I had a few dinners in San Diego this week with my pal JP who was visiting from London. JP lives years in the future because of his career, his network and his passions.
I was telling him a story about an experience I had late one night in Chicago where I used ‘Hotels Tonight’ and ‘Uber’ and he mentioned how I was living in the future.
I have never thought of myself as ‘living in the future’ because I can’t program, I live on an island, and have little interest in computers and computing. JP assured me I was living in the future.
JP reminded me of this great quote he shares all the time (it’s from a famous ‘futurist’ friend of his):
One of my fave quotes about this new era of streams…'There is no such thing as Information Overload…only Filter Failure'
— howardlindzon (@howardlindzon) October 24, 2013
His dinner inspired me to change up a talk I was giving yesterday in San Francisco at an Investing/Trading/Options Conference (TradeMonsters). The two slides that resonated most were these:
This kid would really be living in the future if he was smoking an electronic cigarette and was wearing a Fitbit. (note to self – an easy laugh). Also, I worry about chronic hot balls for this child (note to self – bigger laugh).
By watching our kids, we can live in the future. Basically, watching Rachel and Max use Snapchat the last six months confirmed my belief that Facebook should/worries/needs to buy them. The game is on with very high stakes I am sure. Main Street is thinking about the silliness of it all (lack of profits), but the big Social Web companies are thinking about ‘attention’ and engagement.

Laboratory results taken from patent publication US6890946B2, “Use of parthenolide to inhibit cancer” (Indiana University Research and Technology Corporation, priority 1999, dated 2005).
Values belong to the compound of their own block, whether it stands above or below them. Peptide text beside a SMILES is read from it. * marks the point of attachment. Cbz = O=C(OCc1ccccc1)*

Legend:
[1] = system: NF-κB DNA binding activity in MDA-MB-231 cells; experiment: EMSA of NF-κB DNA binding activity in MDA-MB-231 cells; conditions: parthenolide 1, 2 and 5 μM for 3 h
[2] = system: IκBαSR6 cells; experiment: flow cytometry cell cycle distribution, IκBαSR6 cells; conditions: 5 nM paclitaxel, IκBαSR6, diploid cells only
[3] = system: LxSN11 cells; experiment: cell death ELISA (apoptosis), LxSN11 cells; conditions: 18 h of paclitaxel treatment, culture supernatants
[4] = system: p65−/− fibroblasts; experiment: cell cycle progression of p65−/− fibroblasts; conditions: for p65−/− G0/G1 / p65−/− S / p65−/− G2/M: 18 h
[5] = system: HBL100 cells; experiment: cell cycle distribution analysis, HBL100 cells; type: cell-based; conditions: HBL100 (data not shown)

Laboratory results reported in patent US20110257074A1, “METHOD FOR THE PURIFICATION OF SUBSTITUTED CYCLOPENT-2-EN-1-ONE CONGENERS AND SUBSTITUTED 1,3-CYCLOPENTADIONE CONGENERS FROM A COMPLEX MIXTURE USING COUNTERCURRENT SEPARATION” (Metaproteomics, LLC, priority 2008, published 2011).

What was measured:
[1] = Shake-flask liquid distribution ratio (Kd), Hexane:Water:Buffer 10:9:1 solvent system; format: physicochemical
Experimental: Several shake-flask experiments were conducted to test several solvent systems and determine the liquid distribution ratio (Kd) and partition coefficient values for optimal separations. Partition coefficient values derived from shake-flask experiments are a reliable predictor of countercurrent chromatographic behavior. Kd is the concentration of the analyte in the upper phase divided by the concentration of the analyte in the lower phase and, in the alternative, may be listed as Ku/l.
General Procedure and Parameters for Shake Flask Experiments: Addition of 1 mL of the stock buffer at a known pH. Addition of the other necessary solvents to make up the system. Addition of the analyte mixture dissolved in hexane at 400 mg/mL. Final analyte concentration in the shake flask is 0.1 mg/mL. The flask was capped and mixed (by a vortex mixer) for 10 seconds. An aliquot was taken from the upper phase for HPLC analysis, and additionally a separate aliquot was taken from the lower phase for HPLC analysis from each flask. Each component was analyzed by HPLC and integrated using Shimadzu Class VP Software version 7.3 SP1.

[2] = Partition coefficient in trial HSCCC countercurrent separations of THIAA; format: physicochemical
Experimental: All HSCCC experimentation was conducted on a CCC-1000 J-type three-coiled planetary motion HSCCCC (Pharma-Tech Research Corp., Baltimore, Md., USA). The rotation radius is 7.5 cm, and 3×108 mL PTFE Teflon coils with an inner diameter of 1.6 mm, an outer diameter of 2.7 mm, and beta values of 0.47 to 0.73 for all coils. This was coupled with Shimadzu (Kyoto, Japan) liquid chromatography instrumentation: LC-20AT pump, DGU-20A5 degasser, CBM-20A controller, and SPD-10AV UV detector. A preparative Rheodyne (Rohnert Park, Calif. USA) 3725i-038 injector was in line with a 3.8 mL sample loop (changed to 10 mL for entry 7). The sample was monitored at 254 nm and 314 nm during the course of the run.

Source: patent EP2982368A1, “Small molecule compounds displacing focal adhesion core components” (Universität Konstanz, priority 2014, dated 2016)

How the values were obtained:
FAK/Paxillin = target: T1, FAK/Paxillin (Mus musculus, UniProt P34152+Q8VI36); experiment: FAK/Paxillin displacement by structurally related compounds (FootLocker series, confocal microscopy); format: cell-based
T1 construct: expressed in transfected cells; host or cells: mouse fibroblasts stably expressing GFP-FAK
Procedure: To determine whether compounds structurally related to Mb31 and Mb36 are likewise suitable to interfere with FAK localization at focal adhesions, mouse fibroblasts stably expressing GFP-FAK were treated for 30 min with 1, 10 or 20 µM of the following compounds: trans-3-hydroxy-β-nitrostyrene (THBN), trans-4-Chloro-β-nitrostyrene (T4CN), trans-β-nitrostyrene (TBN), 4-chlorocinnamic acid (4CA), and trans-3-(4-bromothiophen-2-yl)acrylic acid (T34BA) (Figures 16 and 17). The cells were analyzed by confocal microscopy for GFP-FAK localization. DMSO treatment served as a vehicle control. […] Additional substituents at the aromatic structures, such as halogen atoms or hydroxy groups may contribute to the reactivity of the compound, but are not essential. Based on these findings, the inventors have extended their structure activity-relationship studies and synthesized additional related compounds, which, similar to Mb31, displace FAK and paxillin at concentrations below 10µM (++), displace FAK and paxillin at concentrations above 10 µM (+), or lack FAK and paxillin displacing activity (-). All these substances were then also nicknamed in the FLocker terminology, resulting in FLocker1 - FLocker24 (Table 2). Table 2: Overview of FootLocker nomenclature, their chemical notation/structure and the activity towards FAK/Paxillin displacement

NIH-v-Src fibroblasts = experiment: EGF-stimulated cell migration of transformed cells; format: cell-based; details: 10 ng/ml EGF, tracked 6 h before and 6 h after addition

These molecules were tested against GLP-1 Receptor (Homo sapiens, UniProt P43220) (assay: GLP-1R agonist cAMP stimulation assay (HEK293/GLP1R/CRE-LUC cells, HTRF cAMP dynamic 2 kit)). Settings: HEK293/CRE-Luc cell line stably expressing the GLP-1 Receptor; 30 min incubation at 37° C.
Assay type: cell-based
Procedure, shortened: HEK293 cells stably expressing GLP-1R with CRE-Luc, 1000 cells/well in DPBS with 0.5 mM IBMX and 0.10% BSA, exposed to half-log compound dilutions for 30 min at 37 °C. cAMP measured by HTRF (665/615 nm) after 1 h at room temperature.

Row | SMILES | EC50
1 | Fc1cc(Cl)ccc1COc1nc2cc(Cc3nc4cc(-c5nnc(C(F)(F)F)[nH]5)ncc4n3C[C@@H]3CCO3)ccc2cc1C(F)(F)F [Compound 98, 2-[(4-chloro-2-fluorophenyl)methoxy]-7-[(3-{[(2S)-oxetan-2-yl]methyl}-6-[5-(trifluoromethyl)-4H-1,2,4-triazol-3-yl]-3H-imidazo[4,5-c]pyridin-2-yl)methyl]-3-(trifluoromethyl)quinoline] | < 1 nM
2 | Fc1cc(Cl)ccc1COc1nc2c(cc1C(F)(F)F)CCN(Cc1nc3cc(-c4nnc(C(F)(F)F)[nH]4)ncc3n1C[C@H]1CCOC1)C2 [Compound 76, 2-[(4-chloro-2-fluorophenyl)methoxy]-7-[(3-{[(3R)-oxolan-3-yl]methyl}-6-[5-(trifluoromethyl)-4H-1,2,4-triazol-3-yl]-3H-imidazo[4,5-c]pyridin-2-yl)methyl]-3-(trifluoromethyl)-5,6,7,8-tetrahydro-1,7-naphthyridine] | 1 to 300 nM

In the second slide I talked about the ‘peleton’. Most of the Tour De France is about staying with the peleton. It is the time trials and climbs and the breakaways that decide the race. In the real world today, most of the world flies commercial (the peleton), but by adding Uber and Hotels to the mix, two apps available to anyone, I can live in the future, and save time which is money to me.
In the financial world it used to be about reading the Financial Times and Wall Street Journal, and having a Bloomberg and/or Reuters Terminal.
The streams are quickly changing that. If you live in the streams and have been curating and filtering, you are away ahead of the old guard. The old guard is sending ‘walled’ links into the social web. Not only do they ignore the streams, they pollute them. A friend chimed in on the stream yesterday with:
‘But the rich and the powerful read these papers and use these machines!’
— howardlindzon (@howardlindzon) October 26, 2013
Trading/Investing may not even be about living in the future that matters anymore if your competition keeps living in the past.